However, bringing down prior-art search results from tens of thousands of documents to tens of documents with high values of precision and recall is a capacity already made to tremendous use. As of now, the performance and accuracy of the AI-powered tools are brutally dependent on the quality and succinctness of the input data. Describing the inventions in a style easily deciphered by the machines and defining the related areas will be a professional challenge, for which skill tuning and training will be required. Feeding the data to be processed is essentially a professional job that cannot be substituted by machines and diving to the unfathomed recesses and mining out the most pertinent information could become a preserve and prerogative of the smart avatars.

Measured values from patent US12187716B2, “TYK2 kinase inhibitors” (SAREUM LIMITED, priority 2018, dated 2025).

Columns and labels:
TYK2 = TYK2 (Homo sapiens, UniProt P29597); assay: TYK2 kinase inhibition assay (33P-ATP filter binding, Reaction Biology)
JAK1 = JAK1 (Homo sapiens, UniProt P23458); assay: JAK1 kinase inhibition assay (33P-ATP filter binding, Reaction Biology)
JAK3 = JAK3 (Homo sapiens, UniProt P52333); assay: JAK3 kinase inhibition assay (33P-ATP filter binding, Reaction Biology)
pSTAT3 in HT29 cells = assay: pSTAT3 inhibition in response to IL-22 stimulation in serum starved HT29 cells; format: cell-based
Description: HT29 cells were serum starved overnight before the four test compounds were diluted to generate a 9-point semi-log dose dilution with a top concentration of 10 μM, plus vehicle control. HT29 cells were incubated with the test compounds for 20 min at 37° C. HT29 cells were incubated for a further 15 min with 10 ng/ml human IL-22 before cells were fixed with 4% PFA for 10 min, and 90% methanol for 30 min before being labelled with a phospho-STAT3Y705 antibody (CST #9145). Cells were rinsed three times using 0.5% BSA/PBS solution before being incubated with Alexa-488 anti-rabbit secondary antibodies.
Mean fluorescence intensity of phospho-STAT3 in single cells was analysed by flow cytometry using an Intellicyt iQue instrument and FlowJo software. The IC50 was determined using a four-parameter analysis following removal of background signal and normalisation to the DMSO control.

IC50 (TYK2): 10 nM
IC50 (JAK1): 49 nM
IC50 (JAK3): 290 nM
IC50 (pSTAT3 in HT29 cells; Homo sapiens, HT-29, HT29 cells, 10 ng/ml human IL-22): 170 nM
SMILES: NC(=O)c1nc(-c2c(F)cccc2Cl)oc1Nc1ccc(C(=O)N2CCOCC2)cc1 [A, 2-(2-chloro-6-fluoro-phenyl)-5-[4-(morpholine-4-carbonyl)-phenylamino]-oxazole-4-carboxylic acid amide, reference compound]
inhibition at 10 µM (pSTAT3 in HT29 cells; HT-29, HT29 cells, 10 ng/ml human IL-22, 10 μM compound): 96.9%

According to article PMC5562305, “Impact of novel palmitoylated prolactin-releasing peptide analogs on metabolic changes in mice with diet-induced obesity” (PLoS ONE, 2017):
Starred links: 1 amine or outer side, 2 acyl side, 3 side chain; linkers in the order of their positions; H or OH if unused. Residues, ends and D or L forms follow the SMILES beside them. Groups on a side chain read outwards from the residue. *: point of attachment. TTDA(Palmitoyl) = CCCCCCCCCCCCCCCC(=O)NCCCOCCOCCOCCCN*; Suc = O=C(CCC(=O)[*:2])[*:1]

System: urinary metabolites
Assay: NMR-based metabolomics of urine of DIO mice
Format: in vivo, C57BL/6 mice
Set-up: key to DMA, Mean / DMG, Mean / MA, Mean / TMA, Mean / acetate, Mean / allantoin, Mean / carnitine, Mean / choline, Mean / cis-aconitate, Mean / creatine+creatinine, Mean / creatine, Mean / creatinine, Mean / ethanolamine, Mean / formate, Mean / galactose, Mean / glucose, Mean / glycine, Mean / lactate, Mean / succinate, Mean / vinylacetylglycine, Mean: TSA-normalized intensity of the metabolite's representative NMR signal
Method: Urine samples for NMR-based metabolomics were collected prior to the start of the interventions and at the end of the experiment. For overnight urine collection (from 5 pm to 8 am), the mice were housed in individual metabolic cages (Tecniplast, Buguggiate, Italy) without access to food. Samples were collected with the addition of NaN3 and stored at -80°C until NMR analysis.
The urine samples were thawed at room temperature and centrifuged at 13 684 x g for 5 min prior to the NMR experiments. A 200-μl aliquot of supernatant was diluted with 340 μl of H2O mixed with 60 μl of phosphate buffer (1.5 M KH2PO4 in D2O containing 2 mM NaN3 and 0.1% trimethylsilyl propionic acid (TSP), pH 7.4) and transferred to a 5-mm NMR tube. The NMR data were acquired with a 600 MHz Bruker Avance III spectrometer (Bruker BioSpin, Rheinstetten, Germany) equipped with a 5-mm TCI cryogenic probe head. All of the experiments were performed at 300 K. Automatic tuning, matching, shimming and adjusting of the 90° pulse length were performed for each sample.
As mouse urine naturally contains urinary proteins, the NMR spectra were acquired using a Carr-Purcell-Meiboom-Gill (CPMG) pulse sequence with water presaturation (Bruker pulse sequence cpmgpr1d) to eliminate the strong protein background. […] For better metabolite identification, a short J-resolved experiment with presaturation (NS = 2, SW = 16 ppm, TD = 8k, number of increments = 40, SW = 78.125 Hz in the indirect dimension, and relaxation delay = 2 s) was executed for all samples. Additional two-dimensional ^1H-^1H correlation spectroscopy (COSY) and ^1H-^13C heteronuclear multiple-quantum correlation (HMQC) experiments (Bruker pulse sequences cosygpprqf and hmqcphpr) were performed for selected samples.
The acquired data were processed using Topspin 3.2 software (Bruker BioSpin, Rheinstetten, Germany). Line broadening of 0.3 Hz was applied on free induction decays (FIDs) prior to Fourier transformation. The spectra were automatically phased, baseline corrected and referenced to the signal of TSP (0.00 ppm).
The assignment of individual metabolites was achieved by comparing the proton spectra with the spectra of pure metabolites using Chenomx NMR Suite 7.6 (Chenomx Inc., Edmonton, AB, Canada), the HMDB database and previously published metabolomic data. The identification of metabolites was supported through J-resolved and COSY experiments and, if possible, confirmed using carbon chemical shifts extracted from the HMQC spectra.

Patent offices are already utilizing AI to screen inventions made by humans. It is going to be the Standard Operating Procedure (SOP) for all practical purposes, subject to subtle fine-tuning and modifications to suit the demands of the day. But human examiners will have to screen the inventions screened by AI. Here, though, the workload will be substantially reduced, and documents to be processed will be distilled down to a dozen or so from thousands.
Inventions made by machines